During this walk I located a reservoir, Wheal Jewell, and walked around it as it had a very good path. I was a bit disappointed that there was no wildlife actually on the reservoir water but there were a lot of birds surrounding it. A lot of this area of Dartmoor is open grassland and, in my view, not very exciting landscape wise. I say not very exciting because I like looking at trees, bushes and walls mainly because there is more wildlife to be seen. Surrounding the reservoir were lots of gorse bushes and they were inundated with spider’s webs. They were, because the misty fog left dew on them, really easy to see. This has given me the idea of returning to this location with my macro lens to photograph them. There were so many beautiful webs with the spider stretched out in the middle of them as if on a medieval rack. As there was no wind to move the webs a slow shutter speed could have been used with a high f-stop to get enough depth of field to get the whole spider sharp. There is usually less wind at this time of the morning and it builds up as the morning goes on so it is a good time to get these types of images. Also the dew helps make the image and lets the web stand out but this will disappear as the day warms up.

The following weekend I went down to the leat to photograph Dippers. For those that don’t know a leat is a manmade waterway that takes water to a house, a village a town or a city for humans use; drinking, cooking, washing etc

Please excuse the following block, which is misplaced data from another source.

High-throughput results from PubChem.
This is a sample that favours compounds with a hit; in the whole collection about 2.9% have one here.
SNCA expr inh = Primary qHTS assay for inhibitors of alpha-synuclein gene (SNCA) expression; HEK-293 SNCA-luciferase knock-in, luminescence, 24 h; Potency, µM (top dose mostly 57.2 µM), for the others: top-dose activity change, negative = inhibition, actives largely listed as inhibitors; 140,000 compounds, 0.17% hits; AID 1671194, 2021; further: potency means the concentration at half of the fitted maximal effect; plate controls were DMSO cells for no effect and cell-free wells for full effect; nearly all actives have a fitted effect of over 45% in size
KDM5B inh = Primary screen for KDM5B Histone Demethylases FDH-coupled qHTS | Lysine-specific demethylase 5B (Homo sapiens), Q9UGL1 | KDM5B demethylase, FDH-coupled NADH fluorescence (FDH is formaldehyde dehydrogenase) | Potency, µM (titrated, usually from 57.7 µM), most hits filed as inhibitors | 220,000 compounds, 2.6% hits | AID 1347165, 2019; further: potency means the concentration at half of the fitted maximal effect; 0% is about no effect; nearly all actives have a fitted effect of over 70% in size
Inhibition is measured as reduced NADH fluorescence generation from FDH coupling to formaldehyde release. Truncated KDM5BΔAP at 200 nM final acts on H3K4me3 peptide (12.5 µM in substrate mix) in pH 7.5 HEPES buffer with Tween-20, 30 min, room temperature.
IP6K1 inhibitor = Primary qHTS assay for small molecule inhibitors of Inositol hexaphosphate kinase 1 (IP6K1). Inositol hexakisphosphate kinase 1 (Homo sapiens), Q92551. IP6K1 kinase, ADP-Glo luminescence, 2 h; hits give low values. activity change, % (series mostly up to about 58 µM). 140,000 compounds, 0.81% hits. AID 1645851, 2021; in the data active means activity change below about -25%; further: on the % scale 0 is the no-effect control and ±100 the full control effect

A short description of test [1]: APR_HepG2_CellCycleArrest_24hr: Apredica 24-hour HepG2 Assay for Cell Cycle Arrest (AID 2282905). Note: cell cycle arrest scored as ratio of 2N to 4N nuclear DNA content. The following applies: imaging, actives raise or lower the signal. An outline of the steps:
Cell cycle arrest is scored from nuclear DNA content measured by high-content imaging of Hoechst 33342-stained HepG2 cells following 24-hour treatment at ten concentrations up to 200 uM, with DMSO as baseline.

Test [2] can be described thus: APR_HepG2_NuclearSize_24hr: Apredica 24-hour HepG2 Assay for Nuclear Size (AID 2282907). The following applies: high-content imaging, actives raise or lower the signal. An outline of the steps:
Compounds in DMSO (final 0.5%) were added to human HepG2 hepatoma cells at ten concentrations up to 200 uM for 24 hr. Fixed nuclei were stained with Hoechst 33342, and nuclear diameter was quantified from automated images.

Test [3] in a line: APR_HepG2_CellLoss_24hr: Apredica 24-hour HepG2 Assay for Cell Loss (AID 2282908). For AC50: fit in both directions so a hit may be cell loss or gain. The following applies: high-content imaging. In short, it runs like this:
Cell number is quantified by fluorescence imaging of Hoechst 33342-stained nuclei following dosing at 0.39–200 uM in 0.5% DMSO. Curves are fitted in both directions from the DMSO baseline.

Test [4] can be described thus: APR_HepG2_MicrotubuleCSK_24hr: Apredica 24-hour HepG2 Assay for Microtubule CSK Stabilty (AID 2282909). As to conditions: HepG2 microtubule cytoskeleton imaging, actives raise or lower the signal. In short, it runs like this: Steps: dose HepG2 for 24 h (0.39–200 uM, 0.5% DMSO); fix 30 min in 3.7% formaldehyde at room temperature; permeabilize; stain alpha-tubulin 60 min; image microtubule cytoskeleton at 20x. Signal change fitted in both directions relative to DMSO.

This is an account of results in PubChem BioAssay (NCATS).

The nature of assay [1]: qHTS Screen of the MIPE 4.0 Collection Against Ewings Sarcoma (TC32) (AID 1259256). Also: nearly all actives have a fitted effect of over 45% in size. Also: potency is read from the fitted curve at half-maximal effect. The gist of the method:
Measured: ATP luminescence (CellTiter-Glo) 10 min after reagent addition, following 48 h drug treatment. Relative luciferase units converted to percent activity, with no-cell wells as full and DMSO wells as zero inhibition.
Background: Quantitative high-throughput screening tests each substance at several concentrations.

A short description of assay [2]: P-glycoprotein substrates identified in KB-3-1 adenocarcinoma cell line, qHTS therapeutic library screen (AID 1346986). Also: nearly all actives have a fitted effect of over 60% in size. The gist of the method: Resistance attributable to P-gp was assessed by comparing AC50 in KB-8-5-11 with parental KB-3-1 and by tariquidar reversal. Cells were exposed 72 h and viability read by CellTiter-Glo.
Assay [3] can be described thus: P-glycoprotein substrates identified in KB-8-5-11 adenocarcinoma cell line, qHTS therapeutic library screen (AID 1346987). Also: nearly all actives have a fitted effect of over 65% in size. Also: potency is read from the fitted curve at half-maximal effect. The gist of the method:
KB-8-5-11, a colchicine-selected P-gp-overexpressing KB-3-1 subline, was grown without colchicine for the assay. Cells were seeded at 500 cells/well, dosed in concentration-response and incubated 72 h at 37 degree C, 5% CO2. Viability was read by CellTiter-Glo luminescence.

I arrived about 9am after doing my “chores” feeding and mucking out horse, walking Murphy etc. Once I set up my camera and mats I laid there and waited for the birds to appear. I know the Dippers are in the area because I have seen them regularly. The only niggle in my mind was that I had only seen them very early in the morning from about 6:30am to about 8am and then they seem to disappear either up or down river, so at a 9am start I was hoping and keeping my fingers crossed they would show up. I laid there on my stomach for just over four hours before my back and neck said that they had had enough. The problem is that when your body has had enough and starts to ache you start to fidget and move. This is no good for wildlife photography as the wildlife will notice this movement and you will scare it away. With this in mind and because I had not seen any wildlife during this time I packed up. I would return to the same spot the next day but earlier. The next day I got up at 5am and left for the leat. It had rained quite a bit during the last 24 hrs but it had stopped as I was putting my camera equipment into the car. When I arrived, and exited the car at the leat, the noise of the water was incredible. Before I got my camera equipment out of the car I took my torch to see the state of the river. I looked at the water from over a bridge and it had risen considerably. I walked around the other side of the river to the leat and saw that the water had risen by sixteen inches or 41cm overnight. I could tell this because there is a water measure in the leat ( ). The level of the water in July was at 8 and yesterday was at 10 on the measure and it was now at 14. If it rises by one more it would flow over the edges of the leat.